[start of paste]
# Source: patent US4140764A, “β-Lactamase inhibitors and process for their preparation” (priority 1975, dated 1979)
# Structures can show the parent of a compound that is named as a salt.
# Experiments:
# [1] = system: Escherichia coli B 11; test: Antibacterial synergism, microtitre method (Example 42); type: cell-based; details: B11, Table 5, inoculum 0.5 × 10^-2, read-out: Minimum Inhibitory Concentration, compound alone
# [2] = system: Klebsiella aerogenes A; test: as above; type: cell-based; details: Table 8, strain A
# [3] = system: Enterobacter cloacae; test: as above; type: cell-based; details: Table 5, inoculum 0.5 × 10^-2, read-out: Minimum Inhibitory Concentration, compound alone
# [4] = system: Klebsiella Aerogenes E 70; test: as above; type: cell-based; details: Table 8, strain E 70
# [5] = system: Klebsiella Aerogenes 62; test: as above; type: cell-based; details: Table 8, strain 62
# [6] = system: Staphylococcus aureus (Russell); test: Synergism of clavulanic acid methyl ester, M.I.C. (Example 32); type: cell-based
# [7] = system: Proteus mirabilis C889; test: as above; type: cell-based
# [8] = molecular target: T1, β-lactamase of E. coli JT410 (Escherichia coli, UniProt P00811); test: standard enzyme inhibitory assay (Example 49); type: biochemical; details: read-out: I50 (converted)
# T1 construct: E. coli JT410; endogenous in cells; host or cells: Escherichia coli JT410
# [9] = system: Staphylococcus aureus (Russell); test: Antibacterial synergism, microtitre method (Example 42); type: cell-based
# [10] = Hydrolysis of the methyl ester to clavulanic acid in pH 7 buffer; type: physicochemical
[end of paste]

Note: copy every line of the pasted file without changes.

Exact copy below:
# Source: patent US4140764A, “β-Lactamase inhibitors and process for their preparation” (priority 1975, dated 1979)
# Structures can show the parent of a compound that is named as a salt.
# Experiments:
# [1] = system: Escherichia coli B 11; test: Antibacterial synergism, microtitre method (Example 42); type: cell-based; details: B11, Table 5, inoculum 0.5 × 10^-2, read-out: Minimum Inhibitory Concentration, compound alone
# [2] = system: Klebsiella aerogenes A; test: as above; type: cell-based; details: Table 8, strain A
# [3] = system: Enterobacter cloacae; test: as above; type: cell-based; details: Table 5, inoculum 0.5 × 10^-2, read-out: Minimum Inhibitory Concentration, compound alone
# [4] = system: Klebsiella Aerogenes E 70; test: as above; type: cell-based; details: Table 8, strain E 70
# [5] = system: Klebsiella Aerogenes 62; test: as above; type: cell-based; details: Table 8, strain 62
# [6] = system: Staphylococcus aureus (Russell); test: Synergism of clavulanic acid methyl ester, M.I.C. (Example 32); type: cell-based
# [7] = system: Proteus mirabilis C889; test: as above; type: cell-based
# [8] = molecular target: T1, β-lactamase of E. coli JT410 (Escherichia coli, UniProt P00811); test: standard enzyme inhibitory assay (Example 49); type: biochemical; details: read-out: I50 (converted)
# T1 construct: E. coli JT410; endogenous in cells; host or cells: Escherichia coli JT410
# [9] = system: Staphylococcus aureus (Russell); test: Antibacterial synergism, microtitre method (Example 42); type: cell-based
# [10] = Hydrolysis of the methyl ester to clavulanic acid in pH 7 buffer; type: physicochemical